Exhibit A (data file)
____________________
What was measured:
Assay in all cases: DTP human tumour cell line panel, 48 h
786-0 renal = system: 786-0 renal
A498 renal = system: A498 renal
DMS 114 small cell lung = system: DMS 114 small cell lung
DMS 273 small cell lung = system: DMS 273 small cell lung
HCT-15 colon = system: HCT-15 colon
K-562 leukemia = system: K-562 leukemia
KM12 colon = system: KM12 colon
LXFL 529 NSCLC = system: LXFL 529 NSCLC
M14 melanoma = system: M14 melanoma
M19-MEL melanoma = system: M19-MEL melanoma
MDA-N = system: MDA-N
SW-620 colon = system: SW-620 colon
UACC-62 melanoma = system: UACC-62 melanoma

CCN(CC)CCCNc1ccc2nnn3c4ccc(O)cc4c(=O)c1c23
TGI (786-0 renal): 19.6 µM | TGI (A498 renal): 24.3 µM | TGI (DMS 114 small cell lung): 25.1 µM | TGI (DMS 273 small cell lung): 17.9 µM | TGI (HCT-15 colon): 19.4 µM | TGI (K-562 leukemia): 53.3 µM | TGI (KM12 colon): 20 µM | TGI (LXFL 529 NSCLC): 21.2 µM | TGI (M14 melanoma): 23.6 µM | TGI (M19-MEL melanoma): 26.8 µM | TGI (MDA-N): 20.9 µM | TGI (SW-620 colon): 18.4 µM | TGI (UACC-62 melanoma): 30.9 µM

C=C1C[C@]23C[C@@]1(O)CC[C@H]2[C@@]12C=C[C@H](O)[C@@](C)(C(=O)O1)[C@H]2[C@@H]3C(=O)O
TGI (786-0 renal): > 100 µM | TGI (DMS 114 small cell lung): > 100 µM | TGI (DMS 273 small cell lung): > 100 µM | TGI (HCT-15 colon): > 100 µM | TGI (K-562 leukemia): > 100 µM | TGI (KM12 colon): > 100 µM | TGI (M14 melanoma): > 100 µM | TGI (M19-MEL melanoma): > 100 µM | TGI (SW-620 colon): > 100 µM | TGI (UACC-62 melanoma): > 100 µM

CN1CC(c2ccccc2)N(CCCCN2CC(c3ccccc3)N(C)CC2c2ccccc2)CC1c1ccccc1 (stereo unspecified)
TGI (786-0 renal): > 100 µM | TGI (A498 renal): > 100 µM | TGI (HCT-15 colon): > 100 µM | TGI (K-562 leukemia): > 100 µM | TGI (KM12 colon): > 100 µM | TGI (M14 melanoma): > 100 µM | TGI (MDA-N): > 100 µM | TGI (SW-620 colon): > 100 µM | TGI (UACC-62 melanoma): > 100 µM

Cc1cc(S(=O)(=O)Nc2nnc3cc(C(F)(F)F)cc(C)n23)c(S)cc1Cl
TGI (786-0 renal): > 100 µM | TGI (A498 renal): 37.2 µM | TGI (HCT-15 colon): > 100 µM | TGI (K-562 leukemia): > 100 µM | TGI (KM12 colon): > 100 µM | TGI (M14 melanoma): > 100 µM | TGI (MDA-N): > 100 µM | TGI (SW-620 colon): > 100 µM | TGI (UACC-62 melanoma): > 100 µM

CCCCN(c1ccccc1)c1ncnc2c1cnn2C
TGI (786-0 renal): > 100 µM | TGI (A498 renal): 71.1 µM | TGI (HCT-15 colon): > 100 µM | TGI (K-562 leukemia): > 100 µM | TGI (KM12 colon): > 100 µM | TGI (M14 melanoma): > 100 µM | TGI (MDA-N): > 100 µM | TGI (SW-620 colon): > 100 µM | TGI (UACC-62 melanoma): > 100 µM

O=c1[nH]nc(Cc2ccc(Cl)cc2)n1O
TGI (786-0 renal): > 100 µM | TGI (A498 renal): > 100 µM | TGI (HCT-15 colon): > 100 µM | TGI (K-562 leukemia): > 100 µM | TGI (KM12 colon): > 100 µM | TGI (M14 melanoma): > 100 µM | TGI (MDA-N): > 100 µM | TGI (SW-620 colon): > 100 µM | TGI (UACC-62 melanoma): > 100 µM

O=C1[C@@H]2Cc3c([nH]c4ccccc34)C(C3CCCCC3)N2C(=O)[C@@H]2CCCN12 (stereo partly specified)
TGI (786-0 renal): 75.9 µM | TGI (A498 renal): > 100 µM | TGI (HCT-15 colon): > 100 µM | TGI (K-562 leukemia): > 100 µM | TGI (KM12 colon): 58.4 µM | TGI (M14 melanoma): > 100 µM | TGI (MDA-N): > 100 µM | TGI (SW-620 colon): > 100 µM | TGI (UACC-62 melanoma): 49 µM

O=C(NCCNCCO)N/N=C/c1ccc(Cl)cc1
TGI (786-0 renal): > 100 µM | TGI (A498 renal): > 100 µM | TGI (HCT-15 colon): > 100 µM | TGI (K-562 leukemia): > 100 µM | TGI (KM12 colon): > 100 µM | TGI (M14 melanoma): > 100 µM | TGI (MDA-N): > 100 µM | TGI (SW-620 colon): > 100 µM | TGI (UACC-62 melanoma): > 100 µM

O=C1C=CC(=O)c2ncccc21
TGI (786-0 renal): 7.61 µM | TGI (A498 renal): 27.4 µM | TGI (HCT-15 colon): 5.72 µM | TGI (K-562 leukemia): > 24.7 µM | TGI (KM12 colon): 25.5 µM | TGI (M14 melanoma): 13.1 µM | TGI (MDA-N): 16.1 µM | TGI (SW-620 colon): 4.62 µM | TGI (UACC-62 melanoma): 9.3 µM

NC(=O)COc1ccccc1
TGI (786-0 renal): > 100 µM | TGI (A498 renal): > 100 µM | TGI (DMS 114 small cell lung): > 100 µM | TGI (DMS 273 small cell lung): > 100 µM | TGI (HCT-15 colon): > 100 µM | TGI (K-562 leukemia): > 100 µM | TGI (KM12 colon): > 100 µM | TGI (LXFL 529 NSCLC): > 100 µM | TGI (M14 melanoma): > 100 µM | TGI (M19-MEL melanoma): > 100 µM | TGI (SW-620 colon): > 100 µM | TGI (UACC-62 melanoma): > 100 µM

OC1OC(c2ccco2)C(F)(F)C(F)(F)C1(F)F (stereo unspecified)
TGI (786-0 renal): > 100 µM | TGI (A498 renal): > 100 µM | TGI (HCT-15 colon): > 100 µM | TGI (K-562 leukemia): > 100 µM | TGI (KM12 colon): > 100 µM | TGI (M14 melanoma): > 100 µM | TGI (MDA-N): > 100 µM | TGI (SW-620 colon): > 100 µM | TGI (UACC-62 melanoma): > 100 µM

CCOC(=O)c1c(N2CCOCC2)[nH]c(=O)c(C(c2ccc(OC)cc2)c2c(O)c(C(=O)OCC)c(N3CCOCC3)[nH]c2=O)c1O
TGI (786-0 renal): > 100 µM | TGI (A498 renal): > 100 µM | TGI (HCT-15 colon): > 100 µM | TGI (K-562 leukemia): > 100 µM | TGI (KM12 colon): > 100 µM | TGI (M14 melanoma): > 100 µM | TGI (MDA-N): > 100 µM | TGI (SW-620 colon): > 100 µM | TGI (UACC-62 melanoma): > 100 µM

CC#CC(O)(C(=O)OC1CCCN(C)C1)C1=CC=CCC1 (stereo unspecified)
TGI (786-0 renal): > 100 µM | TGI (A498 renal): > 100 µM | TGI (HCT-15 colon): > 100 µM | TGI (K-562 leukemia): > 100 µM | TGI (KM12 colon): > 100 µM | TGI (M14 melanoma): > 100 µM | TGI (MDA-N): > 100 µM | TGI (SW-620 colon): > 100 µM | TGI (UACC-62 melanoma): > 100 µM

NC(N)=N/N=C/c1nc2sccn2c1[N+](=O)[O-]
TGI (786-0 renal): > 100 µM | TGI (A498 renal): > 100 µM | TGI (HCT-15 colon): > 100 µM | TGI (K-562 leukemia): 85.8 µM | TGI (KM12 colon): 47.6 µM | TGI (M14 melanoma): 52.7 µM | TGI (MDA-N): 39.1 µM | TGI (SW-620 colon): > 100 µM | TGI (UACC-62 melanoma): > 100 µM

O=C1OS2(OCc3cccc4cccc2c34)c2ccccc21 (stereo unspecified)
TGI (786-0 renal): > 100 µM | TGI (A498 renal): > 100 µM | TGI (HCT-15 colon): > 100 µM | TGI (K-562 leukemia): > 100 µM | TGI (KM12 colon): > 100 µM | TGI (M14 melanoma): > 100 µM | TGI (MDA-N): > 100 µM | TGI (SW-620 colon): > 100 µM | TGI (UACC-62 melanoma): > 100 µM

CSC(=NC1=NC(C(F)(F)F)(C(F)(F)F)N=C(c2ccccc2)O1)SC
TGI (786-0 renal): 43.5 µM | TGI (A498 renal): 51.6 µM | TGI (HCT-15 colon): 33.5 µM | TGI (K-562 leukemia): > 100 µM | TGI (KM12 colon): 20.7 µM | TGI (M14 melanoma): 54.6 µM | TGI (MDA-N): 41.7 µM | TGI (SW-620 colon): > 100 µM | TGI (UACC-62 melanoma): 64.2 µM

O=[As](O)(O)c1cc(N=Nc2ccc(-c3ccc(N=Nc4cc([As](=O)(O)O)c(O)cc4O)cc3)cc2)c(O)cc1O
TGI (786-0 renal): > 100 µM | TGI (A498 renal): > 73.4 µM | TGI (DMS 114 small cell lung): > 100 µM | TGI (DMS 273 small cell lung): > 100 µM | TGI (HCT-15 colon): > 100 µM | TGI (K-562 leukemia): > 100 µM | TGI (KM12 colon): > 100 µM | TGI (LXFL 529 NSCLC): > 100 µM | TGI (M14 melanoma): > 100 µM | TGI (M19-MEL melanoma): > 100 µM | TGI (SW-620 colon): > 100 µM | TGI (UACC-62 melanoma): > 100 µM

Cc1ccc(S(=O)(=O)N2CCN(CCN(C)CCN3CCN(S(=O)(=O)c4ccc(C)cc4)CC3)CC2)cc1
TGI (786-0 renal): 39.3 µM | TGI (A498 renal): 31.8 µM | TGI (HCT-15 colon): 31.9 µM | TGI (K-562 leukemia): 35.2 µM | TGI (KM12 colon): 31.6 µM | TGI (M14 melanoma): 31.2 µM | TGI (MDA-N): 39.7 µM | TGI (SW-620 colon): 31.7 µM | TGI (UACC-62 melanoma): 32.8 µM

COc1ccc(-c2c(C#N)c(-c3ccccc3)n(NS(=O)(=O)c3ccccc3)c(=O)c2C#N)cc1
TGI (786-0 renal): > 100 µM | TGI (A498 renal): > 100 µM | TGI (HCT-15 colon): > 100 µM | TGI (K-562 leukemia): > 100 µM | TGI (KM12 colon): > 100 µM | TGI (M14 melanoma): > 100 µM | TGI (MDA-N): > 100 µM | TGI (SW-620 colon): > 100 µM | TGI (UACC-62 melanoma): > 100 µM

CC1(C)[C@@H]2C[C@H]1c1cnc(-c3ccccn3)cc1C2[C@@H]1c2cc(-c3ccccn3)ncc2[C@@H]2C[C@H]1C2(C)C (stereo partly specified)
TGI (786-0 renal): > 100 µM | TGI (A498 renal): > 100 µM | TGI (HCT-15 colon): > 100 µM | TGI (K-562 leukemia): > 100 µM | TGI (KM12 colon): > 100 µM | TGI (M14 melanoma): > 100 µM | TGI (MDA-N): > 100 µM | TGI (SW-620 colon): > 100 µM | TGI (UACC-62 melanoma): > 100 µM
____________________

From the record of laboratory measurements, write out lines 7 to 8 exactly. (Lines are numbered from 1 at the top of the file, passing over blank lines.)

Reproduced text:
HCT-15 colon = system: HCT-15 colon
K-562 leukemia = system: K-562 leukemia